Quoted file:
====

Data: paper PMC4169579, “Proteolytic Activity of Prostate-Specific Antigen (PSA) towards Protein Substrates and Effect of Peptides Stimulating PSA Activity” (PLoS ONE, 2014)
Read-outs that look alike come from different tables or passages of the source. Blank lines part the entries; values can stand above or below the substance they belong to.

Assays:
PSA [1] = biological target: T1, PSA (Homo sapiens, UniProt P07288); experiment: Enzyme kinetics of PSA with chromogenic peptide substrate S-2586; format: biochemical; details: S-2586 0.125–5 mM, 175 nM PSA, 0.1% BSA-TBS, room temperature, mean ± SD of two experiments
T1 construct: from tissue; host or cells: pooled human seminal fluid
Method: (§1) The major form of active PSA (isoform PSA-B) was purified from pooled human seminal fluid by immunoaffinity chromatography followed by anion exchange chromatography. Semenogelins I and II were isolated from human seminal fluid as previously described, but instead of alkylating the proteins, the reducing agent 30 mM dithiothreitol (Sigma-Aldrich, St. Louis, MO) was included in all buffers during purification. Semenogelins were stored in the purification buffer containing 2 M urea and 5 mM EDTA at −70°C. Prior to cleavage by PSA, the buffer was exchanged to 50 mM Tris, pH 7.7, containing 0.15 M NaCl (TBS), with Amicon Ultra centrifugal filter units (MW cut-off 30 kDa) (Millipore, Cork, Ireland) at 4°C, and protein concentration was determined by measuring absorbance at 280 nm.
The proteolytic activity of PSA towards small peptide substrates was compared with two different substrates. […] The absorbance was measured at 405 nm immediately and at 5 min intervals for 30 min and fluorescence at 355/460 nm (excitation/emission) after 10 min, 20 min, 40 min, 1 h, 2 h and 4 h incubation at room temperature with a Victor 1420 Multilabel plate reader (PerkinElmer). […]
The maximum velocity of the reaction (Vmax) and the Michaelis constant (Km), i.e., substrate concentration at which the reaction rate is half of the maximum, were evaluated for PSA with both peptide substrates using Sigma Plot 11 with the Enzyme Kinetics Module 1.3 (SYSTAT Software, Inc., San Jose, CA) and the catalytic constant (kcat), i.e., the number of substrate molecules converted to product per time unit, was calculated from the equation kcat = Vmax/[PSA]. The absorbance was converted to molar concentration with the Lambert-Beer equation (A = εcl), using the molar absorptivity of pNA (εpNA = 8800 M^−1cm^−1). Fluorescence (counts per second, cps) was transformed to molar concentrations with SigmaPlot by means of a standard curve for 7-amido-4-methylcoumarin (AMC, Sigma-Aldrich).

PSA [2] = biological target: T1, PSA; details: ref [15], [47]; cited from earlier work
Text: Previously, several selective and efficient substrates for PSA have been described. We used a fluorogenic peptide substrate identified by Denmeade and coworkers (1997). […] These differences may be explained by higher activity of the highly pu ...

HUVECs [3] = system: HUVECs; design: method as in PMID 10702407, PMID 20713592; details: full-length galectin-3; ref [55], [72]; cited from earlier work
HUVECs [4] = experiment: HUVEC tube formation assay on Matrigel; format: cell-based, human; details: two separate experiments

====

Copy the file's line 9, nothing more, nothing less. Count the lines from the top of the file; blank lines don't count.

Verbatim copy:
PSA [2] = biological target: T1, PSA; details: ref [15], [47]; cited from earlier work